The small number of children who received consented to take part in this study and the number of participants who were lost during the follow-up phase made it difficult to draw robust conclusions about the impact that the intervention had on the children’s eating habits.
Another major limitation of the study was the self-selection of the participants. The demographic data, in particular the income brackets of the parents, suggest that the parents who volunteered for their children to be part of the study were not necessarily representative of all the families with children at the kindergarten.

5. Conclusions

The results of this preliminary study indicate that there is the potential, using a multifaceted health and wellbeing programme, to positively impact on the dietary habits of young children. In order to build on the findings of this study, the suggestion would be to repeat the study using a greater number of participants and with the inclusion of a control group.
The introduction of the free lunches at the kindergarten had a significant impact on the amount of highly processed packaged foods consumed by the children. The nutrient intake of the children did not change between the pre-intervention and end-intervention time-points, indicating that the programme did not succeed in encouraging a significant increase in fruit and vegetable consumption in the short-term. However, the follow-up data, collected six months following the end of the intervention, suggested that the intervention did have a positive impact on the dietary intakes of fruit and vegetables or the children’s general eating habits. One theme that emerged from the comments was that the children were more willing to try new foods following the intervention; plus parents were more willing to buy fruits and vegetables for their children if they were confident that they would be eaten rather than wasted. Another common comment was that the changes in the child’s dietary habits positively influenced other family members and whānau.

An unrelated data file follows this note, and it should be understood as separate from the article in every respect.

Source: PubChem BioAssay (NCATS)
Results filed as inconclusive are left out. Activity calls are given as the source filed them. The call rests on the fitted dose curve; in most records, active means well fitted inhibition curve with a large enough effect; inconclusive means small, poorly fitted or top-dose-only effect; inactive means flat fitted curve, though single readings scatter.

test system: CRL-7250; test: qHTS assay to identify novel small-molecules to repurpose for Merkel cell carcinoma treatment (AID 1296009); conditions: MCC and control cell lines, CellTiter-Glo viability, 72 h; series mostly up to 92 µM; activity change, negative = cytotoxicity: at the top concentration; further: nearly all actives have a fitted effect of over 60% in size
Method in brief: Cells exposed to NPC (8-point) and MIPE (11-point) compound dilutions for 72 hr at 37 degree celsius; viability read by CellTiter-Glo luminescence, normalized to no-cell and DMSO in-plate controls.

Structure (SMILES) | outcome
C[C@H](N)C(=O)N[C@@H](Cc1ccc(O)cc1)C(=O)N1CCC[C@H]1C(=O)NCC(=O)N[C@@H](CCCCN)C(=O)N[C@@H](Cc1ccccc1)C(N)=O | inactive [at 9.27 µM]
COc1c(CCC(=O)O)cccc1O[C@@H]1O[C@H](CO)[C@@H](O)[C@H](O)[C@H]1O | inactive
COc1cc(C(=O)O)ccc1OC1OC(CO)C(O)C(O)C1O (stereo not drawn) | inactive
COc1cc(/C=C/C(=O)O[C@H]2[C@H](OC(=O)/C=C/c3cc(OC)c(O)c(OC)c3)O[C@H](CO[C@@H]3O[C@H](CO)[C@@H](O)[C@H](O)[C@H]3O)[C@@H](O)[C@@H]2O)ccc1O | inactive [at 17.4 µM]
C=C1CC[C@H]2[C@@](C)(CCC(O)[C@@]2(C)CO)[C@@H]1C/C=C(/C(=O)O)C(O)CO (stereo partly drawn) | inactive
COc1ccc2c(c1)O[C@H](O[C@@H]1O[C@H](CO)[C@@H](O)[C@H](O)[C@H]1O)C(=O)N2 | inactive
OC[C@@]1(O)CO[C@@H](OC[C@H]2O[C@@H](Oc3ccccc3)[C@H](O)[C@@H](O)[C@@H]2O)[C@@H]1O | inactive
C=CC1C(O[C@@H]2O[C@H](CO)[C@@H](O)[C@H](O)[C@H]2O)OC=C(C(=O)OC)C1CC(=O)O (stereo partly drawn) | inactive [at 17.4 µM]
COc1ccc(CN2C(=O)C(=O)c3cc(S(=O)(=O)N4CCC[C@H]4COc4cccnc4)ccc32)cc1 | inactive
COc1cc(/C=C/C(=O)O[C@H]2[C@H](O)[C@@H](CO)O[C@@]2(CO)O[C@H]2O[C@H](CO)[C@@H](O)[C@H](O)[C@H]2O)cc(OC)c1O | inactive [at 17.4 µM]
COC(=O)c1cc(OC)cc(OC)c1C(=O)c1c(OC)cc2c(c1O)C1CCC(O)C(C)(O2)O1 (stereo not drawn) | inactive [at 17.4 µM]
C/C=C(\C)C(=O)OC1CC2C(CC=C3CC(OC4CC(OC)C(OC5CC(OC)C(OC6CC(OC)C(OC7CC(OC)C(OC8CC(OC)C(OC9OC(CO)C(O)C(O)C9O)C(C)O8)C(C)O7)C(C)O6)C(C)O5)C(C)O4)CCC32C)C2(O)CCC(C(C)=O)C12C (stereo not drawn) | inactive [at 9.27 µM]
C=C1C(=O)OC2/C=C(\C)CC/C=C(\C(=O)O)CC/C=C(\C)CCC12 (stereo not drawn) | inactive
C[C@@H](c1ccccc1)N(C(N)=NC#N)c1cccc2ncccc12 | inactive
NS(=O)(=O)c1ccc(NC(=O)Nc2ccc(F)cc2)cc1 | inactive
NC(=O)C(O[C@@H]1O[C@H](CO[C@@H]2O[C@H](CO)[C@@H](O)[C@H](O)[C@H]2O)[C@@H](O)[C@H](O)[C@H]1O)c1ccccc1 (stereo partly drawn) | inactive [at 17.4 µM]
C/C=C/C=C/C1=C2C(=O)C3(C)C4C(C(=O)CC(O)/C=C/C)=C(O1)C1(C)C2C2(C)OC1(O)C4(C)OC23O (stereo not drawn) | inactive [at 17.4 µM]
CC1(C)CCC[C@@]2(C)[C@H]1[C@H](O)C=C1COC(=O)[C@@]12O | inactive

It became apparent during the intervention period that the amount of time required to prepare nutritious lunches on a daily based placed too big a burden on the kindergarten staff, impacting on their ability to carry out their regular duties. In order for a similar lunch programme to be successful in the future, it would be necessary to have the finances to provide both the food and personnel to prepare and serve the food. There would also need to be acceptance from the parents as one of the barriers faced by this kindergarten was the lack of support and interest from the children’s families.
Whilst the formal educational component was labour intensive, the staff found it easy to promote the ‘healthy eating’ message in the kindergarten. They did so through a variety of mediums, including the provision of books, wall displays, and activities, and through songs and stories. This is something that could be easily incorporated into other early childhood centres.


This study was funded by The Heart Foundation, The Olive Tree Charitable Trust, and the Fonterra Research Centre. The food for the lunches was kindly subsidised by Awapuni 4-Square, and plants for the vegetable plot were donated by Awapuni Nurseries.

Author Contributions